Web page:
Monday, October 18, 2010

The Texas model of economic recovery

Rich Lowry reaffirms what I've been writing about recently: Texas is leading the nation in economic recovery.
According to the Bureau of Labor Statistics, 214,000 net new jobs were created in the United States from August 2009 to August 2010. Texas created 119,000 jobs during the same period. If every state in the country had performed as well, we’d have created about 1.5 million jobs nationally during the past year, and maybe “stimulus” wouldn’t be such a dirty word.
What does Austin know that Washington doesn’t? At its simplest: Don’t overtax and -spend, keep regulations to a minimum, avoid letting unions and trial lawyers run riot, and display an enormous neon sign saying, “Open for Business.”
There are a few out there, however, that think Texas is more prosperous because of oil, "evil big oil." Period. Not so fast, Kimosobe:
It is true that Texas enjoys bountiful oil and natural-gas reserves, but its attitude toward those resources is what’s most important — “if you got ’em, use ’em.” If only the Obama administration’s Department of the Interior agreed. The state long ago defied the stereotype of an economy entirely dependent on bumptious oilmen. In Dallas–Fort Worth, Houston, San Antonio, and Austin, it has four diverse, thriving metropolitan areas featuring robust high-tech and manufacturing sectors.
The two largest state economies are California and Texas. Yet California is losing the battle. While Texas added 119,000 jobs, California lost 112,000.
In Texas in recent decades, the watchwords have been prudence and stability in the course of nurturing a pro-business environment, while California has undergone a self-immolation that Pres. Barack Obama wants to replay nationally. Joel Kotkin writes of California in City Journal, “During the second half of the twentieth century, the state shifted from an older progressivism, which emphasized infrastructure investment and business growth, to a newer version, which views the private sector much the way the Huns viewed a city — as something to be sacked and plundered.”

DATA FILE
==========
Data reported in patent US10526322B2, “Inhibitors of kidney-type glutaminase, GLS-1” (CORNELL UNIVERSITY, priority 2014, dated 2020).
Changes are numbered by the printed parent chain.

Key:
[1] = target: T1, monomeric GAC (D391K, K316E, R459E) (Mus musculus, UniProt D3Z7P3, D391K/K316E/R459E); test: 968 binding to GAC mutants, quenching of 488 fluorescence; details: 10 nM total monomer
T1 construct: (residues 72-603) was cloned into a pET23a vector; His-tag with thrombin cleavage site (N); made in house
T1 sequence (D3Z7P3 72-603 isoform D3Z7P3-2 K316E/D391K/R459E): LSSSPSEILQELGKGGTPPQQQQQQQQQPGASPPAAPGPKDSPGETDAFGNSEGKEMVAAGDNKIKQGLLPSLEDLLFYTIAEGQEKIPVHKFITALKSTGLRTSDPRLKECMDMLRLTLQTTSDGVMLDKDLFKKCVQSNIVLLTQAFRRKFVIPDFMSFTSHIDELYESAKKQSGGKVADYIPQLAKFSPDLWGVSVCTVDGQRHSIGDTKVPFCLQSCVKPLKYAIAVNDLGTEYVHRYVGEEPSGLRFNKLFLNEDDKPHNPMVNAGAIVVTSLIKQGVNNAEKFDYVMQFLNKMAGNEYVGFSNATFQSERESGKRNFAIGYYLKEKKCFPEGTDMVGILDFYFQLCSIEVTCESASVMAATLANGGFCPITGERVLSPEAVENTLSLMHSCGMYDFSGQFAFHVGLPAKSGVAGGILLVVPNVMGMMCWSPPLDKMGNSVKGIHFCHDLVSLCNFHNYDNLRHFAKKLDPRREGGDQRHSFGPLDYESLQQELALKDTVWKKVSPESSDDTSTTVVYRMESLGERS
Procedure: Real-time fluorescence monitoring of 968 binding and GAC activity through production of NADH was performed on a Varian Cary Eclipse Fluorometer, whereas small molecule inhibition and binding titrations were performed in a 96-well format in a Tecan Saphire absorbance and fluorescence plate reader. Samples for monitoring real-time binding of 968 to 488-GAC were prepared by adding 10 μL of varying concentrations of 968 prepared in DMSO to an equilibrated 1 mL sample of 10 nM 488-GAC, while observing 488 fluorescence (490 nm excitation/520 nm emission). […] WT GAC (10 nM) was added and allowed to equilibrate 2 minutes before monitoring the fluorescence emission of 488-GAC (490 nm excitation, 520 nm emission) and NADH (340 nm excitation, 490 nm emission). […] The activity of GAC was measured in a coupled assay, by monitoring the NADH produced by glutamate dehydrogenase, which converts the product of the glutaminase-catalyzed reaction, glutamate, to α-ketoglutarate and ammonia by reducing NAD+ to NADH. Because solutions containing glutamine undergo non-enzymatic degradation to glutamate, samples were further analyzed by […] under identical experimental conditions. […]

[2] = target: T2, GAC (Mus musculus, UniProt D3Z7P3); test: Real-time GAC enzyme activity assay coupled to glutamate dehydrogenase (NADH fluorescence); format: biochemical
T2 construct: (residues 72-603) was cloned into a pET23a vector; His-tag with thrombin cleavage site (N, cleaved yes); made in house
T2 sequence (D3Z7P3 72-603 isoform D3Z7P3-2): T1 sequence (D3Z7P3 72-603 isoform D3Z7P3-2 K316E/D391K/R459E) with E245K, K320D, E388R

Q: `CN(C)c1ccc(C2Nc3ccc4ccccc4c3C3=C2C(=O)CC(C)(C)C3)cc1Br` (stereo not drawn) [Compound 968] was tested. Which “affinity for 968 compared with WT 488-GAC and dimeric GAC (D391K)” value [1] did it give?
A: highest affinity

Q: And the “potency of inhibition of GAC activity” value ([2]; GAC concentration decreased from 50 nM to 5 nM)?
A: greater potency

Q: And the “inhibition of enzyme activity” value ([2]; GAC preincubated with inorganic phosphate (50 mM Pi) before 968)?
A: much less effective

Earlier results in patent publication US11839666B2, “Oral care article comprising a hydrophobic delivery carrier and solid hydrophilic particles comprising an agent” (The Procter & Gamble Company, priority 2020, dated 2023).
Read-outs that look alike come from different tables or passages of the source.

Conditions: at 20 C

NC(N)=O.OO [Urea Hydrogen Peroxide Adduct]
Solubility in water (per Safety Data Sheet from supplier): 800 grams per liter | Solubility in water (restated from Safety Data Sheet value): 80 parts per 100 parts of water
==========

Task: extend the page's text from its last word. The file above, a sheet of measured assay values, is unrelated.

Think what you want about Texas, but the rest of the country could learn a thing or two.


Fam Guy said...

In a way, I hate to admit it, but Texas does have a good thing going on, with the, Business Open, sign. Bottom line, I am a capitalist, and that's the way it shoud be, in America. Texas is a big, beautiful part of the country, even though it is overrun with televangelists and Repubs. Can't argue with reality, though.

Steve said...

While I wouldn't say we're overrun by televangelists, we do have our fair share. What I don't get about these guys is that while they are supposedly spreading the word of God, the are soaking their flock out of millions. Here's one guy:

Copeland's ministry is based on a 1,500-acre campus behind an iron gate on Eagle Mountain Lake, about 40 miles northwest of Dallas. It includes a church, airstrip, hangar for its aircraft and a $6 million lakefront mansion.

Maybe I'm in the wrong business.